The romance drama trope of the affliction love story has been done before. Still fresh off of my mind is last year’s ‘Everything, Everything’, and even if I thought the movie wasn’t very good ‘Love and Other Drugs’ with Anne Hathaway and Jake Gyllenhaal also come to mind and that was back in 2010. The most classic example of this genre of romance dramas would be ‘A Walk to Remember’ which had the fantastic chemistry of Mandy Moore and Shane West to push through the Nicholas Sparks story of a sick girl who falls in love with a boy.
Midnight Sun (based on the Japanese film ‘Taiyo no Uta’) has a very similar hook to ‘Everything Everything’, where the lead character, Katie (Bella Thorne), suffers from the disease Xeroderma Pigmentosum (or XP), which means sunlight could kill her. Without any possible treatment or cure, Katie has lived her whole life indoors, homeschooled by her father (Rob Riggle), writing songs on her guitar, and hanging out with her one and only friend, Morgan (Quinn Shephard).
From her tinted windows, she watches the world outside but not with jealousy or bitterness. There is a calm acceptance of her lot in life. And from that vantage point, she falls for Charlie (Patrick Schwarzenegger), who passes by her window every day to go to school.
On graduation night, she asks permission to play on the train station and while she’s busking, she catches the attention of Charlie, who happens to be walking by and their love story begins.
Director Scott Speer takes Katie’s calm acceptance as the general mood of his film. There is no real conflict that is ever really grappled by the narrative. There is mention of the other kids in the neighborhood making fun of her and calling her a vampire, which she somehow manages to hear from her window in her room, but it is never explored. There is a flirty student who throws herself at Charlie but that leads nowhere either.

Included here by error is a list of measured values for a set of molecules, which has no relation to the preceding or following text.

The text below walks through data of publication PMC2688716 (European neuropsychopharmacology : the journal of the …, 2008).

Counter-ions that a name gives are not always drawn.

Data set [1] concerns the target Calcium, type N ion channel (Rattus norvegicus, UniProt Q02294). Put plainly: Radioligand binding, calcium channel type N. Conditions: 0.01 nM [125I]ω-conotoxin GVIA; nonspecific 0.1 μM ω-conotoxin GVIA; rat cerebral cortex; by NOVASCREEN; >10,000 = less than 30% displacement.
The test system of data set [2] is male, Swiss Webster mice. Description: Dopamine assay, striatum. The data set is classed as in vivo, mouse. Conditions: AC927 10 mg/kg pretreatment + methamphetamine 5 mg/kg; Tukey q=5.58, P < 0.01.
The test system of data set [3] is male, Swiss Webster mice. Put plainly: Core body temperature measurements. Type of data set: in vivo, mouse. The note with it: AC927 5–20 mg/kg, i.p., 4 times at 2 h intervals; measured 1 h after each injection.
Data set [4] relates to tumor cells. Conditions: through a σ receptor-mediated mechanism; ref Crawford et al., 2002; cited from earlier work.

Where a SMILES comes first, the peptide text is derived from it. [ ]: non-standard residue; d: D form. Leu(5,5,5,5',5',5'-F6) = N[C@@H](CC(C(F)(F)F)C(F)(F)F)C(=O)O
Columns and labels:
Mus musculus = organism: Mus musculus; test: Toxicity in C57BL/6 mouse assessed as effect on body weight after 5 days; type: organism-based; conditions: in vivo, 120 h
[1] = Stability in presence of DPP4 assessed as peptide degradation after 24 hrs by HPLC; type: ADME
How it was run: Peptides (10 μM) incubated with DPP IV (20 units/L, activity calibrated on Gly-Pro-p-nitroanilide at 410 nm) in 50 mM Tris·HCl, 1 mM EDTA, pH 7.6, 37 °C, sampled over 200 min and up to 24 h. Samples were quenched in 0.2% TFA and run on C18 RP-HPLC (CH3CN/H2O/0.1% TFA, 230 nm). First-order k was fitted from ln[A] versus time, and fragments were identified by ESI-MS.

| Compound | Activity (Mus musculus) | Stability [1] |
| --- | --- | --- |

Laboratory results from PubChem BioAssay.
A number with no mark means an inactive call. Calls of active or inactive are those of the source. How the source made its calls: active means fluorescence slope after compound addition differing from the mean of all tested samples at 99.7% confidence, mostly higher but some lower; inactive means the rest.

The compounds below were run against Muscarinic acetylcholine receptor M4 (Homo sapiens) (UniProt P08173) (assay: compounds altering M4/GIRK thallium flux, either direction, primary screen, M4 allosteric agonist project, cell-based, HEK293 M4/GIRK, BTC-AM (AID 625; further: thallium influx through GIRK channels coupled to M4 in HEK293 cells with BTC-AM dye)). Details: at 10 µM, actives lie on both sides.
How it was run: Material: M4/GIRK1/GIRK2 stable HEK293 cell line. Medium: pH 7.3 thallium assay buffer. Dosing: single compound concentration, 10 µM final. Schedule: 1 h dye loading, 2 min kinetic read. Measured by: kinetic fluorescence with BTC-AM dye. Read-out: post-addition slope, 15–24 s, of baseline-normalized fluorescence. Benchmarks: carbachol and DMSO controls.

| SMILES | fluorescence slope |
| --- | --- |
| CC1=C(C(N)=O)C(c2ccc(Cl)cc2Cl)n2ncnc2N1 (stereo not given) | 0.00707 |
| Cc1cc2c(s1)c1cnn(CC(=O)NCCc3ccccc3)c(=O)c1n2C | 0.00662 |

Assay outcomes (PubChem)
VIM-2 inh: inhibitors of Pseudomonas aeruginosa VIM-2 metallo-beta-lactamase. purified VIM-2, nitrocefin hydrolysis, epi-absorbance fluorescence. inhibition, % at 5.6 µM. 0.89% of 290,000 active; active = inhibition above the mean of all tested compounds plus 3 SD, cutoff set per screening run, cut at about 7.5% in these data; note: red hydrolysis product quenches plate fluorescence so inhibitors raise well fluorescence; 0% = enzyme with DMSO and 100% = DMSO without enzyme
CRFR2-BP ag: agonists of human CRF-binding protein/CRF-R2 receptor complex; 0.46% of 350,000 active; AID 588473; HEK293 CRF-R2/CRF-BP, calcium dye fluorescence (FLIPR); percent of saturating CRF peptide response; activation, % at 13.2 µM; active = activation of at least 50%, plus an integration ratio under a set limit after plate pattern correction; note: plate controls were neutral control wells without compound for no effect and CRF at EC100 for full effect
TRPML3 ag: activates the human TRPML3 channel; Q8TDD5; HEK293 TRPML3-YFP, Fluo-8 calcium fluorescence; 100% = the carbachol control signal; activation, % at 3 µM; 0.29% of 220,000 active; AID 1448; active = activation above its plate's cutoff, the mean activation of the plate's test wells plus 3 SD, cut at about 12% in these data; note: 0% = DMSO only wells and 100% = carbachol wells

Thankfully, there is no rebellion arc when Katie and Charlie start to see each other. She has permission from her father to see him. The only real cause for alarm is that Katie refuses to tell Charlie about her condition. There is a lot of explanation of how she wants to be a normal girl in his eyes but there is nothing in this story that shows us that he would not like her otherwise.
It’s this lack of conflict within the first two acts of the story that makes ‘Midnight Sun’ feel like an exercise in wish fulfillment. It doesn’t help that Thorne and Schwarzenegger don’t seem to have any real chemistry. Their first meeting is so awkward that it is hard to imagine that he would fall for her. The inner world of the other characters — the dad or Morgan or even Charlie — is never explored fully so they all feel like their purpose is just to help push the story forward.
It’s only when the story hits its second act turning point when Katie’s secret comes out that things get dramatic but everything happens by the numbers. It’s predictable and easy.
‘Midnight Sun’ feels formulaic and offers nothing new to the genre. Even the music, which is a big part of Katie’s character, fails to touch or inspire.
On a personal level, I love affliction romance dramas. I suffer from a condition myself and these kinds of movies affect me strongly, no matter how badly done they are. But ‘Midnight Sun’ fails to dig deep and emerges hollow and bare.